After seeing the other guys off, I drove a short distance to the back of the ridge and Bella and I began the business of slowly climbing the hill. With the gentle breeze being from the north we climbed the south side of the ridge so that we didn’t send our scent into the hunting area. This made the journey slow due to the thick bush on that side, but I felt it was necessary to give us the best chance at undisturbed deer where I expected them to be.
Once we got to the elevation I wanted (the top third of the ridge) we contoured our way around to the north side on full alert. Almost immediately we came across deer. I had travelled only 70 metres along the sunny face when, 50 metres ahead, I saw Bella was indicating towards a fallen tree where a young hind was standing her ground stomping her hoof. While she would have been a nice eater, she was not the target for this trip, so I whistled Bella to me, and the hind walked off stiff-legged.
Half an hour later we came across a spikey and an old hind that were not interested in hanging about.
The gully head I had in mind was not far off so I was glad they had vacated the scene without honking.
By this stage we were on the top of the ridge. I had decided to move to this height as the wind was now swinging about a bit and I was concerned that it might swing around too far from the east (the direction from which we were travelling) and give us away to any deer camped in the gully head. Also, by now it was 1 pm and I thought we might be in with a chance of meeting a stag that was moving about for his midday walk.
I had hardly finished this thought when I noticed Bella trying to pinpoint a scent on the changing breeze — she was thrusting her nose into the air, trying to catch more of the scent and decide where it was coming from.
With Bella 20 metres to my right struggling to pinpoint the deer on the fluky wind, it was time for me to really tune in to the game. Given that she was catching deer scent I watched what the leaves on the trees were doing to get an idea where the wind was coming from when she reacted to the scent. I saw her react a couple of times when the breeze appeared to blow directly along the ridge from the west, so I focused my attention that way while still checking on Bella.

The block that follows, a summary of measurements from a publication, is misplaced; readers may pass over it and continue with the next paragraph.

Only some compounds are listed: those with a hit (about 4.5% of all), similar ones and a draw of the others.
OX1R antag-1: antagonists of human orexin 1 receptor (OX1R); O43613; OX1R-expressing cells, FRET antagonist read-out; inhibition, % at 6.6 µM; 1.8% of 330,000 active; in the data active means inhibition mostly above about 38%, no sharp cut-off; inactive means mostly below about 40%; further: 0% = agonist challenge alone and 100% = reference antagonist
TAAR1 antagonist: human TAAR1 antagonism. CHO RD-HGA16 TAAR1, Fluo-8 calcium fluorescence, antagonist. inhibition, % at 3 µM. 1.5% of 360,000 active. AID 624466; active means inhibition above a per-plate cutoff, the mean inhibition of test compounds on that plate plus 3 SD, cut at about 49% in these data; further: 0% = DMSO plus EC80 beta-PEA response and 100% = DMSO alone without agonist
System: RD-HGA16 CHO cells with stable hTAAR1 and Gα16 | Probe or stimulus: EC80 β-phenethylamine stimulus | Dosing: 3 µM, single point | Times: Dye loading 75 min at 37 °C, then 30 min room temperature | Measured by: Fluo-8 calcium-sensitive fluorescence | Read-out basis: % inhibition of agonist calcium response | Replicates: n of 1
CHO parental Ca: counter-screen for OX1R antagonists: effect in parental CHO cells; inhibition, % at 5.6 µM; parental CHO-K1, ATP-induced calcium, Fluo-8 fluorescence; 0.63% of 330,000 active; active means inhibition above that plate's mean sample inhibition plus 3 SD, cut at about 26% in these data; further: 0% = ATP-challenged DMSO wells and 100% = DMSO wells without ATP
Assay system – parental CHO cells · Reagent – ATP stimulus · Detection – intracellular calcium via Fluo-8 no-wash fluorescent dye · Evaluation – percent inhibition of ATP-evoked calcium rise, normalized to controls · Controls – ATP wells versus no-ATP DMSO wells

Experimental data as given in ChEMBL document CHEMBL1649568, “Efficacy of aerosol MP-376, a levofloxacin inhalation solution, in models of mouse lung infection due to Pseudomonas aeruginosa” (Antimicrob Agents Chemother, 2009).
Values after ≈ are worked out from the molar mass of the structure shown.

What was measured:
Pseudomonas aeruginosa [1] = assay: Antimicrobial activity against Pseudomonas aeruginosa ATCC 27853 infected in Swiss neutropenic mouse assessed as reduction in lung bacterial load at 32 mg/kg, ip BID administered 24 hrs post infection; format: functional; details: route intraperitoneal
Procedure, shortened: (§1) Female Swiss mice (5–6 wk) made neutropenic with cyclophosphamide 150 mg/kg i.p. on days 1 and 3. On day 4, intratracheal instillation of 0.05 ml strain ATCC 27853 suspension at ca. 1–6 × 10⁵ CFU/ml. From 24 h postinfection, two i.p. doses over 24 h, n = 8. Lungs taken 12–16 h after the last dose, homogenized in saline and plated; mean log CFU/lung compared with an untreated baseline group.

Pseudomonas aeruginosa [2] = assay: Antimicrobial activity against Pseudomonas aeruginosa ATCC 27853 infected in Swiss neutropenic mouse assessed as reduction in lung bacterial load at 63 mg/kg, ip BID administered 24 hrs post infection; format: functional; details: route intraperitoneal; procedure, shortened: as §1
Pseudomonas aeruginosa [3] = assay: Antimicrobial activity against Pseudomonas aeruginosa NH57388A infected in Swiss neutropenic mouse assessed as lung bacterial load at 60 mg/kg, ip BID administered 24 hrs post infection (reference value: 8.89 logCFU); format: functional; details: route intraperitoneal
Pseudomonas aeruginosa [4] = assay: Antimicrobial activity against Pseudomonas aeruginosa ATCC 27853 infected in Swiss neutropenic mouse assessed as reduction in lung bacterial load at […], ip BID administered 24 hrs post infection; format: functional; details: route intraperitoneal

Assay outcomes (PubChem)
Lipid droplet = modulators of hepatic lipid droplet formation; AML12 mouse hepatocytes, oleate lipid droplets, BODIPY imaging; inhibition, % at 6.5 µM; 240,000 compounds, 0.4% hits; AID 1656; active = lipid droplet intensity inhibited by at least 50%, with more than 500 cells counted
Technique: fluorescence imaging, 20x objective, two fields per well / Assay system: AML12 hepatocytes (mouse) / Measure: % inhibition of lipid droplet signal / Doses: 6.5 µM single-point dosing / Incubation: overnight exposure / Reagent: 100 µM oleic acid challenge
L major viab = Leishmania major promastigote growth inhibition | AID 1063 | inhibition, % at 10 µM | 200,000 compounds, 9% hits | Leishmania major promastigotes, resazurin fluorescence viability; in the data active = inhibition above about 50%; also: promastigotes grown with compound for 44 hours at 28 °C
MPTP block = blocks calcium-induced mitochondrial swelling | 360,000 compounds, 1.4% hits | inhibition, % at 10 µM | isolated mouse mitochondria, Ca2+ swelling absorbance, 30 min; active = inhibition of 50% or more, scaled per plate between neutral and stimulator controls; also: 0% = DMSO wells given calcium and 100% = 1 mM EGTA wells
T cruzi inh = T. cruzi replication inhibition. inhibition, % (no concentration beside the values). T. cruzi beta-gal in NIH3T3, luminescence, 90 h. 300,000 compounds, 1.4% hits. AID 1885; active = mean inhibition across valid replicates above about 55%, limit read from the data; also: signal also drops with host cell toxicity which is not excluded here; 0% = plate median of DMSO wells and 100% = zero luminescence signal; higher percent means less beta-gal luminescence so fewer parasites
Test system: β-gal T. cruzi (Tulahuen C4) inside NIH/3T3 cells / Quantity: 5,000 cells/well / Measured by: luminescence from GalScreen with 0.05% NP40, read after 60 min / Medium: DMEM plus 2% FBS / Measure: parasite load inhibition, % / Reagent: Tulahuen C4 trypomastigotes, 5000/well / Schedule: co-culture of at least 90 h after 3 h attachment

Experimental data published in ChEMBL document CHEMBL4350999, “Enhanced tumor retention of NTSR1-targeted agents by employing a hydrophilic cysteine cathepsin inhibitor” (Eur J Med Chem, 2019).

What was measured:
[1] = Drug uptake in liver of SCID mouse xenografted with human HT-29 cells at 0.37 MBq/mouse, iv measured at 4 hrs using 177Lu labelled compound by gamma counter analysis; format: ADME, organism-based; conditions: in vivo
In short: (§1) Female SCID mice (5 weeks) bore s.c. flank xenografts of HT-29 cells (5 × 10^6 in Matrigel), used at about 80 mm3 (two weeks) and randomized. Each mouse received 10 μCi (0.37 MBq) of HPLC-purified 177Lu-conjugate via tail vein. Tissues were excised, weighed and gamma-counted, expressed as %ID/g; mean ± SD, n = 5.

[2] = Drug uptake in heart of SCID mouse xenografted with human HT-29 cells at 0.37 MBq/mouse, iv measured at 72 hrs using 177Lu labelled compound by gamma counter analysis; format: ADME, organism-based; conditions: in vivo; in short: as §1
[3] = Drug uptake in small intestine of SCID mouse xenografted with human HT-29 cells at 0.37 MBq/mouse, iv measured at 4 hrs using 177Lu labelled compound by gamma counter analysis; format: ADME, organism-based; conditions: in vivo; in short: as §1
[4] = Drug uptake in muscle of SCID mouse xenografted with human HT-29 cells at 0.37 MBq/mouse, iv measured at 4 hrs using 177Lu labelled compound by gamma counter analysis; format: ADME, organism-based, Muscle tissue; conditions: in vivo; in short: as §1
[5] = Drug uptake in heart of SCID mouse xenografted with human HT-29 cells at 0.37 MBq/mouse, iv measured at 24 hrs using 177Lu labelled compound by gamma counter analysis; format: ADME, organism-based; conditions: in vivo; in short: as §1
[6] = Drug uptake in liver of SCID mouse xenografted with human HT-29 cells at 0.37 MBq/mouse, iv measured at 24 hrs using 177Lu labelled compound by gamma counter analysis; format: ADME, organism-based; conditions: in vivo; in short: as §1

We continued very slowly along the ridge, carefully picking our way through the hop bush and trees. Suddenly something caught my eye, that thing that makes the hunter’s heart race, something that is just different enough to make us look twice. Bingo!
There, 50 or 60 metres along the ridge to the west, looking around a large gum tree, was a magnificent sambar stag. Bella was a few metres to my right (north) side but she still hadn’t marked him as the breeze was mostly blowing across us from the north.
The stag seemed to be zeroed in on the dog and presented a clear front-on shot so I took aim and squeezed the trigger. I saw the dust cloud from the impact of the 285 grain Norma Oryx from my Sako Blackbear 9.3 x 62 right where I had aimed, a split second before the stag crashed off for a short 30 metre run before collapsing to the ground. I waited a few moments to be sure he was staying down and then Bella and I made our way across to him.
As we got to him it was obvious that he was a wonderful example of the beauty and size of a fully mature sambar stag: a big-bodied deer with symmetrical antlers lay before us and I was immediately overcome by the usual mixture of pride, remorse, joy and awe at the taking of one of these magnificent deer. I took some time to just experience the scene then sat down beside him and felt the warmth of his still body while Bella snuffled and sniffed the length and breadth of the deer.
Photos and video clips were taken before the serious work began. Time was getting on and I had to decide whether I was taking antlers and cape or meat.
A trophy-size stag but given limited time only meat and the trophy antlers could be taken.
While I would have liked to have had him mounted, in the end I took the back-straps, eye-fillets and boned out one back leg as I felt it was for me a more appropriate celebration of his life to utilise his body to sustain mine and my family.
I carried the meat and antlers the 2.5 kilometres back to the car in one go and by the time I got there I was well and truly buggered but very satisfied with the outcome and was quietly proud of how the plan had worked out perfectly.
You might remember that I had marked a spot on the map in my GPS where I thought a big stag might be. Well that stag was only 120 metres from where I had placed the pin on the map. By using experience and putting in the effort we ended up with a great result, great memories and more experience to be put to good use in the future.
Contributed by: Tony Cudmore